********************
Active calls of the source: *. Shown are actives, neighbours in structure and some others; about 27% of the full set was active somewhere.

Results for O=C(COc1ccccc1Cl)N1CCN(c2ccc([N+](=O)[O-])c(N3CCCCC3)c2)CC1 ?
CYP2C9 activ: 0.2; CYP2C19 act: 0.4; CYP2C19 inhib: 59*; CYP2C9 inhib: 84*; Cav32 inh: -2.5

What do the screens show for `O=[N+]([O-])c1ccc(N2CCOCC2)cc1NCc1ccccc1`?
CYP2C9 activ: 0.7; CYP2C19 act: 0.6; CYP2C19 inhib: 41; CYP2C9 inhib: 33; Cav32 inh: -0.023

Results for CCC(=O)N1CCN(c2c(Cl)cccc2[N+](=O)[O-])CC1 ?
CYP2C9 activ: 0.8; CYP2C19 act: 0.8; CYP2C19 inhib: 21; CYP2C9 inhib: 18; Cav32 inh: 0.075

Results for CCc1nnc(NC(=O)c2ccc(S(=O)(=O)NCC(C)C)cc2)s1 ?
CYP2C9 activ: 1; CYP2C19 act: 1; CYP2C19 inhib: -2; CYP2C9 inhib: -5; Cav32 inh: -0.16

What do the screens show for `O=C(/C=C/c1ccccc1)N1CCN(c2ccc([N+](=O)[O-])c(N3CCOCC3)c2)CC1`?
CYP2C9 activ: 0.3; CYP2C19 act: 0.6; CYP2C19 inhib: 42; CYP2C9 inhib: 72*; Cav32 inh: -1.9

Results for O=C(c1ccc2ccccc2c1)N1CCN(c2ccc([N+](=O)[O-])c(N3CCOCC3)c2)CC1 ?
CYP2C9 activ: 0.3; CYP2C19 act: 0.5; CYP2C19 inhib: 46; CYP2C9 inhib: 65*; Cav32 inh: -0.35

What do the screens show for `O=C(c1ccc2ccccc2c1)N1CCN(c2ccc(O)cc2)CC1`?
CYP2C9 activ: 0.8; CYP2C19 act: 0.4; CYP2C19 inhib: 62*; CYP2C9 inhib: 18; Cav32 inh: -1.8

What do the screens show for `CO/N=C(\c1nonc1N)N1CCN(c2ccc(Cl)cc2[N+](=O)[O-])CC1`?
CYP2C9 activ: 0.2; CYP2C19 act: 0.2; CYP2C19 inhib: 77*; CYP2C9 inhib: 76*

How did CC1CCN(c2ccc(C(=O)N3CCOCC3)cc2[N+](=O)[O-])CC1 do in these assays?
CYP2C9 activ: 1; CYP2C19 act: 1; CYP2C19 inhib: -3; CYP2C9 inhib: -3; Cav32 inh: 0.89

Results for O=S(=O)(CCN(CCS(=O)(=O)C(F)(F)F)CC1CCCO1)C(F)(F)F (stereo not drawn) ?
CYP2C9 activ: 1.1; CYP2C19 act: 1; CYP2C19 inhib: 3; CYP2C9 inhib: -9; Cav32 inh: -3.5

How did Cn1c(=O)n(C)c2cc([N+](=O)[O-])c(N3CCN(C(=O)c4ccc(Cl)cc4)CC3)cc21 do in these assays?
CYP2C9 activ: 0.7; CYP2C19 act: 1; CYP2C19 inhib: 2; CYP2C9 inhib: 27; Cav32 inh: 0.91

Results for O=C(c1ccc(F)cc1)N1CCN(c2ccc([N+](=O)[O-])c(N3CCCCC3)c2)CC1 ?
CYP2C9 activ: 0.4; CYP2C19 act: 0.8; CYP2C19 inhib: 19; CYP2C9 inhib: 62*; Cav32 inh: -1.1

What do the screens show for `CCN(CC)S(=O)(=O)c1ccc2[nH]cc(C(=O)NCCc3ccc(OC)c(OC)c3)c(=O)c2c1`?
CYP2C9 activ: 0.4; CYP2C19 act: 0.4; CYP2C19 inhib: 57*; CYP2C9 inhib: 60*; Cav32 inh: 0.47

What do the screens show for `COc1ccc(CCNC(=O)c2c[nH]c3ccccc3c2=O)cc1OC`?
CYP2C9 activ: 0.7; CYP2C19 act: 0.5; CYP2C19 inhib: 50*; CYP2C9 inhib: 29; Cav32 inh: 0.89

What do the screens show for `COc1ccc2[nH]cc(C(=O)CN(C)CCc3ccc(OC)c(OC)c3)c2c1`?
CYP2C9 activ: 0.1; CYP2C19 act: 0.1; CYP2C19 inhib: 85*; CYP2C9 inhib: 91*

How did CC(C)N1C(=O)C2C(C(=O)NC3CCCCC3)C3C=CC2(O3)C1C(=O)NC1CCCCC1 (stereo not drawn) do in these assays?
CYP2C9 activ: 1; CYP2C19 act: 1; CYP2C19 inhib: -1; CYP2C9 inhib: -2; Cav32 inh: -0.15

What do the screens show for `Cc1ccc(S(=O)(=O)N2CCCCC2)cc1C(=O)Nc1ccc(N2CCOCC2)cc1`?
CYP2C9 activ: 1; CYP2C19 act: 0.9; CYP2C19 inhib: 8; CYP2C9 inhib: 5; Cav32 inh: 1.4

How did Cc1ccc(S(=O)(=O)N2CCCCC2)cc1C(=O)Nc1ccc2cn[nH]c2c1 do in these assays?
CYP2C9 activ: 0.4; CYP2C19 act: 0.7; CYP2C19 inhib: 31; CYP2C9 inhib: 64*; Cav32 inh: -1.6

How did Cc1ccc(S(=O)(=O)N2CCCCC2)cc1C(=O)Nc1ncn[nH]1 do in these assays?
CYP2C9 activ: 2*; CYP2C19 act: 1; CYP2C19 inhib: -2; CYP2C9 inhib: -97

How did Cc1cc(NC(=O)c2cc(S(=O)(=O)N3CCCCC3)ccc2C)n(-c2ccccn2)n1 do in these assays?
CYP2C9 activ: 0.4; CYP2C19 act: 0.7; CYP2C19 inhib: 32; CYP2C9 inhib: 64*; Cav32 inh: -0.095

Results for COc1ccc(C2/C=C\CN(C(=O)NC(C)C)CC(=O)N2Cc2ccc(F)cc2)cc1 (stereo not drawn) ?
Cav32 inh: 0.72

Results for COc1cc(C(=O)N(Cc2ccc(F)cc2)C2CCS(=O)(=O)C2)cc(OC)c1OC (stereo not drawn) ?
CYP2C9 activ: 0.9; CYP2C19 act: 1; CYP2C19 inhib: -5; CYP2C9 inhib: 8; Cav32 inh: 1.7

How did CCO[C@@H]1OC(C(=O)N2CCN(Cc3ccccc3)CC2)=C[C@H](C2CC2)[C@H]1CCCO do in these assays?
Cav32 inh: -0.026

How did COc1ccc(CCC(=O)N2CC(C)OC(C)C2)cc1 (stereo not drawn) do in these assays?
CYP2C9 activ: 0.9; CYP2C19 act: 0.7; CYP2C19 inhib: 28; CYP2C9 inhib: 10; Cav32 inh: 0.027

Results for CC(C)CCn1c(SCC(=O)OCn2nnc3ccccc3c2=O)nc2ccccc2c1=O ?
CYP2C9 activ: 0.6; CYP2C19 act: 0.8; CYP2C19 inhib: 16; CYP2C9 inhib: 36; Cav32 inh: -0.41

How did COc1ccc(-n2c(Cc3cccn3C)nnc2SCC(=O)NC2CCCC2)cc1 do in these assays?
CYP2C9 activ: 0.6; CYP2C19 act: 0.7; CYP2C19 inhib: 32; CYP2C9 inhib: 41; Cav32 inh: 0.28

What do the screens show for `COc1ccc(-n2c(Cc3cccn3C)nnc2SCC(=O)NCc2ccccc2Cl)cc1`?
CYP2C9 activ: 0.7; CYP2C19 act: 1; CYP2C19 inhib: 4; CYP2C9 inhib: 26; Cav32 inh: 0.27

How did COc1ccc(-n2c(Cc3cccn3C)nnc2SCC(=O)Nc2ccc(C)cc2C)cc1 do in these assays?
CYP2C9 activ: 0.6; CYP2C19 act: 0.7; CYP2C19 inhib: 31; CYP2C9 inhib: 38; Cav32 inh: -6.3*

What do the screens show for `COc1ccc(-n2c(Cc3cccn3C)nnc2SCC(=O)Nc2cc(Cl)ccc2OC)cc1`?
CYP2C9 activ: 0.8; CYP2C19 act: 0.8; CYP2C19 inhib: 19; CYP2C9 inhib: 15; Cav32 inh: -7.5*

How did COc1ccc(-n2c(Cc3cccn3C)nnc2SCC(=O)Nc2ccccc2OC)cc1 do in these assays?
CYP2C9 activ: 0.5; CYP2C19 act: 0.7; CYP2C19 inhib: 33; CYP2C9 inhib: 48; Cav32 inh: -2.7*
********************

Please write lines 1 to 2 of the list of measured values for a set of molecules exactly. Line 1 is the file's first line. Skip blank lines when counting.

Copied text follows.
Active calls of the source: *. Shown are actives, neighbours in structure and some others; about 27% of the full set was active somewhere.

Results for O=C(COc1ccccc1Cl)N1CCN(c2ccc([N+](=O)[O-])c(N3CCCCC3)c2)CC1 ?